Friday, August 1, 2008

ICIMOD launches 'Access and Benefit Sharing Knowledge Portal

ICIMOD launches 'Access and Benefit Sharing Knowledge Portal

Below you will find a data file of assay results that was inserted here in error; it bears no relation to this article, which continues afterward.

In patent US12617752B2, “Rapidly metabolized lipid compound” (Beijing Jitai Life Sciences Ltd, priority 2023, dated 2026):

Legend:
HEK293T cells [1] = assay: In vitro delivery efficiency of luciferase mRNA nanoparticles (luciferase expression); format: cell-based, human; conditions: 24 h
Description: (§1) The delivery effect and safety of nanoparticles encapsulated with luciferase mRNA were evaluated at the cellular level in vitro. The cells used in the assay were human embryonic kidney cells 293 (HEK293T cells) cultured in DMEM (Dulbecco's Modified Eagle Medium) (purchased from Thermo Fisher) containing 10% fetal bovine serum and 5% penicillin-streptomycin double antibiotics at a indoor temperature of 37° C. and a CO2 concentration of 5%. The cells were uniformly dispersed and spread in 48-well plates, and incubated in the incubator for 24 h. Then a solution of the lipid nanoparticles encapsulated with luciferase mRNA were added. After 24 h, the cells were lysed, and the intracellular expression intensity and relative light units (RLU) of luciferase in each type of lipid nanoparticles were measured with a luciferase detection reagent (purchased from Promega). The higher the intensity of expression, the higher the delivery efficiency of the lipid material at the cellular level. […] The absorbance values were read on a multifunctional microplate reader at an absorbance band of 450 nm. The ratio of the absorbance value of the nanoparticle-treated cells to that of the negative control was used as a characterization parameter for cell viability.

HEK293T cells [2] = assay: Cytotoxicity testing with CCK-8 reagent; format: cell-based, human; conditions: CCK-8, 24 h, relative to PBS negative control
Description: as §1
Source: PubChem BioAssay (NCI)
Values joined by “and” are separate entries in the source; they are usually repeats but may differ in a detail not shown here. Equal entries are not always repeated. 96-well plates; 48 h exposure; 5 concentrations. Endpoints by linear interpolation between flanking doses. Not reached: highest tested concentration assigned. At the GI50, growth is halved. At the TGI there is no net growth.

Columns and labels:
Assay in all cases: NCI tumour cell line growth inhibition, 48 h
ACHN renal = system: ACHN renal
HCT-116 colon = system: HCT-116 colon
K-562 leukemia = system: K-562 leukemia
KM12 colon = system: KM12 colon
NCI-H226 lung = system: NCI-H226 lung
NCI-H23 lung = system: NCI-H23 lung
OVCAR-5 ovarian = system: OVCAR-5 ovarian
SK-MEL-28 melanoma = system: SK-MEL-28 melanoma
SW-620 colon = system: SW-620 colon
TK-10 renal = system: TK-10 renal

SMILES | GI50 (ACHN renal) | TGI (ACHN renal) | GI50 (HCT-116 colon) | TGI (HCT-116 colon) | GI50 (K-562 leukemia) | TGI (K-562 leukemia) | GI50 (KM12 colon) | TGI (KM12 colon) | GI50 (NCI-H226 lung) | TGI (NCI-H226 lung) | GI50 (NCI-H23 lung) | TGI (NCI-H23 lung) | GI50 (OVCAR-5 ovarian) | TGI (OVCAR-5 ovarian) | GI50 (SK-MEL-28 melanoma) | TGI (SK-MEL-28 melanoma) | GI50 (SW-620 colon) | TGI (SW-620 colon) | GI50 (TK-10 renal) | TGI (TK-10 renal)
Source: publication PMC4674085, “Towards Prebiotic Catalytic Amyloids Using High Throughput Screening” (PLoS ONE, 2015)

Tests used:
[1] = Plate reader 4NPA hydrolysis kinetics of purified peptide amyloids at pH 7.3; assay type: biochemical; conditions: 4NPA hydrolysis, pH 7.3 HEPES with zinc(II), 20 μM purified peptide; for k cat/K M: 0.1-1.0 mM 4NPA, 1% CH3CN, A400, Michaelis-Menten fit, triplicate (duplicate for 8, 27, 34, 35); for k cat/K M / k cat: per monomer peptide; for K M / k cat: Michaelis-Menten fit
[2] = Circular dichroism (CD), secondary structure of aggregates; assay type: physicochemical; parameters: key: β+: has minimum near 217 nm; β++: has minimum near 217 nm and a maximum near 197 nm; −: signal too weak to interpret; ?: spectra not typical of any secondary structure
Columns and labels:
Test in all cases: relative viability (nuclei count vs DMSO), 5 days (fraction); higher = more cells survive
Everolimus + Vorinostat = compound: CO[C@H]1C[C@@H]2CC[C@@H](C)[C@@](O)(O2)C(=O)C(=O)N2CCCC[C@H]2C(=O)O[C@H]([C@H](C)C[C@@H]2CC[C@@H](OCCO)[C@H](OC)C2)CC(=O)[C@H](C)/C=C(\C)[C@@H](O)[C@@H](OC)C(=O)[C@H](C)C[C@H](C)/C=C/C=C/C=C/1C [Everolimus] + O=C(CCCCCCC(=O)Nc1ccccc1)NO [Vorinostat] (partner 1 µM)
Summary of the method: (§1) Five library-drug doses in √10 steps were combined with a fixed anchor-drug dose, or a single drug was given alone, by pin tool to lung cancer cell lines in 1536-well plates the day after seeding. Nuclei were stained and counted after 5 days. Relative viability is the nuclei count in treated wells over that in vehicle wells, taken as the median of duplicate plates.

(Kathmandu, Nepal, 30 July 2008) The International Centre for Integrated Mountain Development (ICIMOD) announces the launching of a web portal on 'Access and Benefit Sharing from Genetic Resources and Associated Traditional Knowledge'. Accessible at, the portal contains information about Access and Benefit Sharing (ABS) mechanisms and processes being carried out as well as the development and implementation of ABS regimes in countries of the Himalayan region. The portal provides links related to the subject and aims to serve as a regional clearing house mechanism on ABS. Through this facility, ICIMOD hopes to encourage, enable, and support learning and foster multi-stakeholder discussions and sharing of the ongoing debates and dialogues at international, regional, and national levels on the subject.BackgroundIn simple terms, access and benefit sharing means that one person or entity (the user) obtains biological or genetic resources and or knowledge from another person, entity, or country (the provider) in exchange for benefits. The CBD aims to achieve the fair and equitable sharing of benefits arising out of the use of genetic resources and associated traditional knowledge by facilitating access through prior informed consent of the provider. Article 15 of the Convention on Biological Diversity (CBD) provides a framework for the implementation of ABS. All the countries in the Himalayan region are party to the Convention and are implementing ABS regimes.Implementing the framework in practical and legal terms is complex and has raised concerns amongst stakeholders. The portal thus aims to raise awareness as well as provide a platform for sharing and discussing various options in dealing with ABS issues. ICIMOD, a regional intergovernmental organisation based in Kathmandu, Nepal, recently launched the portal as part of a project to promote ABS in the eastern Himalayan countries. The Centre has been working with 13 partners in four Eastern Himalayan countries - Nepal, India, Bangladesh, and Bhutan – in seven project sites since 2005, to promote the ABS process. Plans are underway to expand the project's coverage over the long term to the entire Himalayan region, which covers Afghanistan, Bangladesh, Bhutan, China, India, Myanmar, Nepal, and Pakistan – ICIMOD's regional member countries.Supported by the German Agency for Technical Cooperation (GTZ) and the BMZ, the programme reaches out to marginalised groups from grassroots-based mountain women, Dalits, indigenous peoples (Janajatis and ethnic minorities), to policy and decision makers to raise awareness and build the capacity of local institutions and individuals belonging to these groups. The aim is to implement sustainable ABS regimes. Through this programme which is part of a broader Biodiversity Conservation and Management Programme, ICIMOD aims to develop the competence of partner organisations by supporting activities such as capacity building, documenting and evaluating traditional knowledge, assisting in developing regulatory instruments, and a variety of information sharing platforms. The capacity of stakeholders and partners in the government and nongovernmental organizations is being enhanced who are imparting knowledge and skills related to ABS mechanism among the indigenous people and marginalized communities. Through this process, the ABS mechanism is gradually internalised among the communities as an opportunity for poverty reduction and biodiversity conservation.Regional ContextThe Hindu Kush-Himalayan (HKH) region, and more specifically the Eastern Himalayas, is one of 34 global biodiversity hotspots – a treasure house of genetic biodiversity and natural resources managed with rich base of traditional knowledge and skills. These resources provide the basis for building livelihoods for mountain communities.ICIMOD believes that local communities and stakeholders can protect and manage their genetic resources and biological diversity. This will only be possible if the people who take care of the resources also get benefits from them and get full support from the local and national governments, civil society organisations and the international community.For further information contact: Dr. Krishna Prasad Oli, Regional Coordinator, ABS – EHBiodiversity Conservation and ManagementEnvironmental Change and Ecosystem Services, ICIMODTel: 5003222, Email:, Ms. Nira GurungCommunications OfficerInternational Centre for Integrated Mountain DevelopmentKhumaltar, LalitpurGPO Box 3226, Kathmandu, NepalTel: 977-1-5003222, Ext. 115Fax: 977-1-5003277Email:, info@icimod.orgwww.icimod.orgICIMOD publications on-line -- download or order direct at

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